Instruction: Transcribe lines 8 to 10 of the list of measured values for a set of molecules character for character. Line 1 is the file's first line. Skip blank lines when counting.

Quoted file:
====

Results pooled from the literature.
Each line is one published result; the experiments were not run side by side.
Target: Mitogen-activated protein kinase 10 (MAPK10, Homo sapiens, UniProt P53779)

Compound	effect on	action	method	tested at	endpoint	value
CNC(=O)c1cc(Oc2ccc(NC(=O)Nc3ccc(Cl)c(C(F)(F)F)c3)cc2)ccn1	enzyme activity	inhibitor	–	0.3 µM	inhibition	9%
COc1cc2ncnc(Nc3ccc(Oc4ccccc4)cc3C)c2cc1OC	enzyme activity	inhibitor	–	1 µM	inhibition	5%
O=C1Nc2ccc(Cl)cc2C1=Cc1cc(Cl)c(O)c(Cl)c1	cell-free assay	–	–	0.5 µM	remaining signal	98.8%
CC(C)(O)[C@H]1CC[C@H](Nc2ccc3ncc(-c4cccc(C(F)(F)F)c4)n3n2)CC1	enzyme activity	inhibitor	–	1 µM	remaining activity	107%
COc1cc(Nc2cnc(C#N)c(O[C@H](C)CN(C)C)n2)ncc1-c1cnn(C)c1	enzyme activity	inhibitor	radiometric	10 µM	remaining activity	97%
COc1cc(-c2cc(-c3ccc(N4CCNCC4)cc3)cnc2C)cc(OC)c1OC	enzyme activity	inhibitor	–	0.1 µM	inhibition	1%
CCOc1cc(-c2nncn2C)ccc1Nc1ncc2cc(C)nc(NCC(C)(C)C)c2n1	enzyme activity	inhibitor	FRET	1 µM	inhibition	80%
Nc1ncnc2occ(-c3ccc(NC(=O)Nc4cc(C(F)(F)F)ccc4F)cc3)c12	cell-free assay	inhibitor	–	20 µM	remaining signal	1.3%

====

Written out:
CC(C)(O)[C@H]1CC[C@H](Nc2ccc3ncc(-c4cccc(C(F)(F)F)c4)n3n2)CC1	enzyme activity	inhibitor	–	1 µM	remaining activity	107%
COc1cc(Nc2cnc(C#N)c(O[C@H](C)CN(C)C)n2)ncc1-c1cnn(C)c1	enzyme activity	inhibitor	radiometric	10 µM	remaining activity	97%
COc1cc(-c2cc(-c3ccc(N4CCNCC4)cc3)cnc2C)cc(OC)c1OC	enzyme activity	inhibitor	–	0.1 µM	inhibition	1%